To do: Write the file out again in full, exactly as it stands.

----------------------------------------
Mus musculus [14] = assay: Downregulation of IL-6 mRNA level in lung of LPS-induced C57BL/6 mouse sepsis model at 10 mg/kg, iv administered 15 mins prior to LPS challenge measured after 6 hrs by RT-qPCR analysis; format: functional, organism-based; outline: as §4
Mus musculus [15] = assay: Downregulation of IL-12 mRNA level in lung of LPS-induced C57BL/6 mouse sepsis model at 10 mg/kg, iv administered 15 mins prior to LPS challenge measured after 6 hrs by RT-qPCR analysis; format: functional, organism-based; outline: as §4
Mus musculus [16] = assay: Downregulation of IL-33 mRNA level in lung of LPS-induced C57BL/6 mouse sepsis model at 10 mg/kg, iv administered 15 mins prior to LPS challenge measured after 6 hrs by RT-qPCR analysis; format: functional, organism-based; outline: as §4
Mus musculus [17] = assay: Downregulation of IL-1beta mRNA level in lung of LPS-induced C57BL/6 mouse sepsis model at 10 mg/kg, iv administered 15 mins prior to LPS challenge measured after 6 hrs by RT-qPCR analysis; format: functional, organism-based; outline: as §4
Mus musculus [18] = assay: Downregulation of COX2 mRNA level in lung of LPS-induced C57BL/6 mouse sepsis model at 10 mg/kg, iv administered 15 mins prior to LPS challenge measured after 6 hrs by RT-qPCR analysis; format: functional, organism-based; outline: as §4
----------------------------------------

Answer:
Mus musculus [14] = assay: Downregulation of IL-6 mRNA level in lung of LPS-induced C57BL/6 mouse sepsis model at 10 mg/kg, iv administered 15 mins prior to LPS challenge measured after 6 hrs by RT-qPCR analysis; format: functional, organism-based; outline: as §4
Mus musculus [15] = assay: Downregulation of IL-12 mRNA level in lung of LPS-induced C57BL/6 mouse sepsis model at 10 mg/kg, iv administered 15 mins prior to LPS challenge measured after 6 hrs by RT-qPCR analysis; format: functional, organism-based; outline: as §4
Mus musculus [16] = assay: Downregulation of IL-33 mRNA level in lung of LPS-induced C57BL/6 mouse sepsis model at 10 mg/kg, iv administered 15 mins prior to LPS challenge measured after 6 hrs by RT-qPCR analysis; format: functional, organism-based; outline: as §4
Mus musculus [17] = assay: Downregulation of IL-1beta mRNA level in lung of LPS-induced C57BL/6 mouse sepsis model at 10 mg/kg, iv administered 15 mins prior to LPS challenge measured after 6 hrs by RT-qPCR analysis; format: functional, organism-based; outline: as §4
Mus musculus [18] = assay: Downregulation of COX2 mRNA level in lung of LPS-induced C57BL/6 mouse sepsis model at 10 mg/kg, iv administered 15 mins prior to LPS challenge measured after 6 hrs by RT-qPCR analysis; format: functional, organism-based; outline: as §4